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Autoimmune thyroiditis

  • Chronic lymphocytic (Hashimoto) thyroiditis is the most common thyroiditis and often progresses to hypothyroidism.

  • Postpartum thyroiditis and subacute lymphocytic thyroiditis (silent thyroiditis) can cause transient hyperthyroidism due to passive release of stored thyroid hormone.

  • Thyroid peroxidase antibodies (TPO Ab) or thyroglobulin antibodies (Tg Ab) are usually high.

Painful subacute thyroiditis (de Quervain thyroiditis)

  • Hallmark is tender thyroid gland with painful dysphagia.

  • Elevated ESR.

  • Viral etiology. Antithyroid antibodies are absent or low, distinguishing it from autoimmune thyroiditis.

Infectious (suppurative) thyroiditis

  • Severe, painful thyroid gland.

  • Febrile with leukocytosis and elevated ESR.

IgG4-related thyroiditis (Riedel thyroiditis)

  • Most often in middle age or older women.

  • Usually part of a systemic fibrosing syndrome.


A. Autoimmune Thyroiditis

Several clinical entities are classified as autoimmune thyroiditis, including chronic lymphocytic thyroiditis, postpartum thyroiditis, and painless (silent) sporadic subacute thyroiditis. Dietary iodine supplementation (especially when excessive) and certain medications can cause autoimmune thyroiditis. The incidence of autoimmune thyroiditis varies by kindred, race, and sex. It is commonly familial. Elevated serum levels of antithyroid antibodies are detectable in the general population in 3% of men and 13% of women. Among United States adults studied, elevated levels of antithyroid antibodies are found in 14.3% of those who self-identify as White, 10.9% as Latinx, and 5.3% as Black. Women over the age of 60 years have a 25% incidence of elevated serum levels of antithyroid antibodies, yet thyroid dysfunction develops in only a small subset of such individuals. However, 1% of the population has serum antithyroid antibody titers greater than 1:640, and they are at particular risk for thyroid dysfunction. Subclinical thyroiditis is extremely common; autopsy series have found focal thyroiditis in about 40% of women and 20% of men. The humoral autoimmunity of autoimmune thyroiditis differs from that of Graves disease, where thyroid-stimulating immunoglobulins (TSI) bind to the TSH receptor in thyroid cell membranes and stimulate the gland to hyperfunction.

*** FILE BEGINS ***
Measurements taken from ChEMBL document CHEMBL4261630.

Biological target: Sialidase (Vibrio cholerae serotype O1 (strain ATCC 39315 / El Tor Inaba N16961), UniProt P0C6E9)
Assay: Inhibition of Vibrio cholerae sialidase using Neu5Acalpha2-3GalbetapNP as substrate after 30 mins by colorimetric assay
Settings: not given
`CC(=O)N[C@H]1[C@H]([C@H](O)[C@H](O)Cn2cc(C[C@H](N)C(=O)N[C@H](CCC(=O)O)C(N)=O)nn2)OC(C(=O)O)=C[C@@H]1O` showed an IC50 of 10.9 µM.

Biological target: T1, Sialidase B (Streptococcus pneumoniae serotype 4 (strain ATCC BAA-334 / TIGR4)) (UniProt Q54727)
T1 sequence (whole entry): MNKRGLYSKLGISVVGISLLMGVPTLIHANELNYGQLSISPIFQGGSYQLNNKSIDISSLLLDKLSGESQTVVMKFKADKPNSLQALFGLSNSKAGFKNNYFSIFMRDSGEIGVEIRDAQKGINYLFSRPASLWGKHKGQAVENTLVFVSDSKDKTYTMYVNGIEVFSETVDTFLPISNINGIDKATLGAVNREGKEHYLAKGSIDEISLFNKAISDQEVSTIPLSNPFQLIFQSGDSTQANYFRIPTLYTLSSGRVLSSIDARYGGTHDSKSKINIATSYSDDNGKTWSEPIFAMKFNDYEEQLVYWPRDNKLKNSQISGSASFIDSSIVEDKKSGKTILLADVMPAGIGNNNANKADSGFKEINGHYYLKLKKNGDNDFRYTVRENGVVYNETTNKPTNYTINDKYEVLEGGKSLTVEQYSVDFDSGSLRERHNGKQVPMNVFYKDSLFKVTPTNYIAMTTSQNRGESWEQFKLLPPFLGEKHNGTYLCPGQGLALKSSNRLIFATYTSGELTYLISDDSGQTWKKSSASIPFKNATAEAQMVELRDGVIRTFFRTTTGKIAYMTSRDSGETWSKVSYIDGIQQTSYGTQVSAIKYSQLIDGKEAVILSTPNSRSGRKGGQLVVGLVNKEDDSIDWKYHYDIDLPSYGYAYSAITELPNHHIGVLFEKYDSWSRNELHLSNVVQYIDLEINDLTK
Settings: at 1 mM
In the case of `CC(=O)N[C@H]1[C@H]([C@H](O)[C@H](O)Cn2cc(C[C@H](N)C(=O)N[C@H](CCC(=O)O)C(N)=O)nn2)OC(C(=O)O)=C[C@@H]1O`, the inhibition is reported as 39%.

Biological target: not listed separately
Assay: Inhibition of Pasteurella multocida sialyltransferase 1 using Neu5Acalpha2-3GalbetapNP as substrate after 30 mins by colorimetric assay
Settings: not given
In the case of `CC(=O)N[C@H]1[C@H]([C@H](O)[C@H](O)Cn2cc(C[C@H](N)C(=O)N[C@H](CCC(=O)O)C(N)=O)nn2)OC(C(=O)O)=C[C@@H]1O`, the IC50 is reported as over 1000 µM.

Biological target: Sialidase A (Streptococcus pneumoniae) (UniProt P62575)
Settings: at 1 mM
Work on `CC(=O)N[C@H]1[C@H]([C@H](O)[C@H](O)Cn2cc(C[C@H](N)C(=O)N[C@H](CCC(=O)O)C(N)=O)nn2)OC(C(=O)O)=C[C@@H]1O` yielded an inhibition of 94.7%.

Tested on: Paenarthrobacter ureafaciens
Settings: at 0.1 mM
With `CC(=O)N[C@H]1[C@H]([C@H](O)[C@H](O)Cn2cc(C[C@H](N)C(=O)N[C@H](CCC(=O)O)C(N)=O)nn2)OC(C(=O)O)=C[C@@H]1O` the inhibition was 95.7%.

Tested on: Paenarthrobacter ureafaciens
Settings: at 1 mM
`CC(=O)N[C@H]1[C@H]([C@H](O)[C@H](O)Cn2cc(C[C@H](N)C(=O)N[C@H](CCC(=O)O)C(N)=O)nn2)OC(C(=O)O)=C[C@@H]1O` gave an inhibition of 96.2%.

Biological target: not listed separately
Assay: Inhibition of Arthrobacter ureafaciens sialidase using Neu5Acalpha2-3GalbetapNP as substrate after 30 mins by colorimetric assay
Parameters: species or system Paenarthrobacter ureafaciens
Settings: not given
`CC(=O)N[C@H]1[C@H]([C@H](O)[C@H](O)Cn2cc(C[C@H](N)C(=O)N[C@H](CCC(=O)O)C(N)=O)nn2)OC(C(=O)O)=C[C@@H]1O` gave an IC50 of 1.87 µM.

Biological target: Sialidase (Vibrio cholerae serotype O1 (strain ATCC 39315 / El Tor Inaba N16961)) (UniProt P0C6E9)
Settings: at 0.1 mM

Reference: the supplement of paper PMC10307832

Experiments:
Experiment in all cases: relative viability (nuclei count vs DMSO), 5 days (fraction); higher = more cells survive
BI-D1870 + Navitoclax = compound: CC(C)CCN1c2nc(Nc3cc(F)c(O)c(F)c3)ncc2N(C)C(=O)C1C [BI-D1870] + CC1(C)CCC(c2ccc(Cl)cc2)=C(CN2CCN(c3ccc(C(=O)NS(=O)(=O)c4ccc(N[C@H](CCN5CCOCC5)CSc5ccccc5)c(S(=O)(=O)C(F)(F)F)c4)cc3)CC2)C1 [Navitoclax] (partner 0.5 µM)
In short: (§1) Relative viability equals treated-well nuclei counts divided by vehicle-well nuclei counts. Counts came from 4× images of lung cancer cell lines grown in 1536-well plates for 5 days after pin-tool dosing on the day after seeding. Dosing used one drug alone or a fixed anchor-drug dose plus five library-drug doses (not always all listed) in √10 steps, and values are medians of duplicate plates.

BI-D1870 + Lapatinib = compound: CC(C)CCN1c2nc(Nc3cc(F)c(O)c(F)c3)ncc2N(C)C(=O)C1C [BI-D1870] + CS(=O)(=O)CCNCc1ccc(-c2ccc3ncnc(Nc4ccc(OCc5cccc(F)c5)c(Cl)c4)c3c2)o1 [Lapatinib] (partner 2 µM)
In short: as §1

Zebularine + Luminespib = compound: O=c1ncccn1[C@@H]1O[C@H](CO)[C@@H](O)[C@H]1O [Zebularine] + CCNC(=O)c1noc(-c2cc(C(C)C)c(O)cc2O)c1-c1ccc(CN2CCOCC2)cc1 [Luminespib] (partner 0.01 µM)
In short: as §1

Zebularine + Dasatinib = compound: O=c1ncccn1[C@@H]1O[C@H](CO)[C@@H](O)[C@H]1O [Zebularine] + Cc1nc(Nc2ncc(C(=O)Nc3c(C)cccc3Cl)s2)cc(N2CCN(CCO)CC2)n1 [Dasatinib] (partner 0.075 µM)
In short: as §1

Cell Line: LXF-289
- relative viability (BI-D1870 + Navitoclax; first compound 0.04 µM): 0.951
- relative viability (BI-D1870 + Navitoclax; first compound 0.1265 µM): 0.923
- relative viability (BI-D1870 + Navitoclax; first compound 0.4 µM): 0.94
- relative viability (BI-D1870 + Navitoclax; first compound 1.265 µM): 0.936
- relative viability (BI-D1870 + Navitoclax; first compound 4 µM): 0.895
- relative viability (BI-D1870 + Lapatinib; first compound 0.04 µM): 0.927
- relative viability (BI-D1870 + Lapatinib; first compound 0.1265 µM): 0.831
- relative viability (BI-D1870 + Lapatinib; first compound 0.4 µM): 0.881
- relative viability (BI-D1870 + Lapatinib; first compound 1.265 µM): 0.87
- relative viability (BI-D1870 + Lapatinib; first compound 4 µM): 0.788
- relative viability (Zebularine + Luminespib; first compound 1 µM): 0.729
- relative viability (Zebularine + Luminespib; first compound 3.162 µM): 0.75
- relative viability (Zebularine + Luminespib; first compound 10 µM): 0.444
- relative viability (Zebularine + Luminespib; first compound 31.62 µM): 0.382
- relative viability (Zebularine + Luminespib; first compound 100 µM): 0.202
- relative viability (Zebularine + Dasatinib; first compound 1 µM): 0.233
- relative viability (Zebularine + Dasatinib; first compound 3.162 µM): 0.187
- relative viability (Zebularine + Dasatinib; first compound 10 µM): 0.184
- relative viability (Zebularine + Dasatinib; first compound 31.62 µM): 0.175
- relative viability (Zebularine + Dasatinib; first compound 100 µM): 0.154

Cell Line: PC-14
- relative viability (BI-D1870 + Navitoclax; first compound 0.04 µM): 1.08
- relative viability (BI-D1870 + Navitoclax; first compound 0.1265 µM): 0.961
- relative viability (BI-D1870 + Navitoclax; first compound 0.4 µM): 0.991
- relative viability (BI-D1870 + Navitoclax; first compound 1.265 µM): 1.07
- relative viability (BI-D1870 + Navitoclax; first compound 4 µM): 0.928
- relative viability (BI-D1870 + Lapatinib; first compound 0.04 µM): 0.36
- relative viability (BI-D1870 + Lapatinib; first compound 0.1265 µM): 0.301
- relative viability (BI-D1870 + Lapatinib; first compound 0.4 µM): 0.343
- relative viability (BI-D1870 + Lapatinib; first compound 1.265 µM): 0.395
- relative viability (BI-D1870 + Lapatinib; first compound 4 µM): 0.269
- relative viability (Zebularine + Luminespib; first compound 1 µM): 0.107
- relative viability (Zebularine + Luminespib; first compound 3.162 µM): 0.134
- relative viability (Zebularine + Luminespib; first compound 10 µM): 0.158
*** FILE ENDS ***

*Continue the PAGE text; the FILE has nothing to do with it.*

Childhood or occupational exposure to head-neck external beam radiation increases the lifetime risk of autoimmune thyroiditis. Women with gonadal dysgenesis (Turner syndrome) have a 15% incidence of thyroiditis by age 40 years.

1. Chronic lymphocytic thyroiditis

Also known as “Hashimoto thyroiditis,” chronic lymphocytic thyroiditis is the most common thyroid disorder in the United States. It is chronic and cell-mediated; T-lymphocyte invasion gives the microscopic appearance of “lymphocytic thyroiditis.” Humoral autoimmunity, with detectable serum antithyroid antibodies (TPO Ab or Tg Ab, or both), is present in most but not all affected patients.

2. Postpartum thyroiditis

Postpartum thyroiditis occurs soon after delivery in about 7% of women. The affected thyroid releases stored thyroid hormone, resulting in transient hyperthyroidism (often mild and undiagnosed) followed by hypothyroidism. The thyroid gland is not acutely tender, but some women complain of mild thyroid discomfort. Most ...

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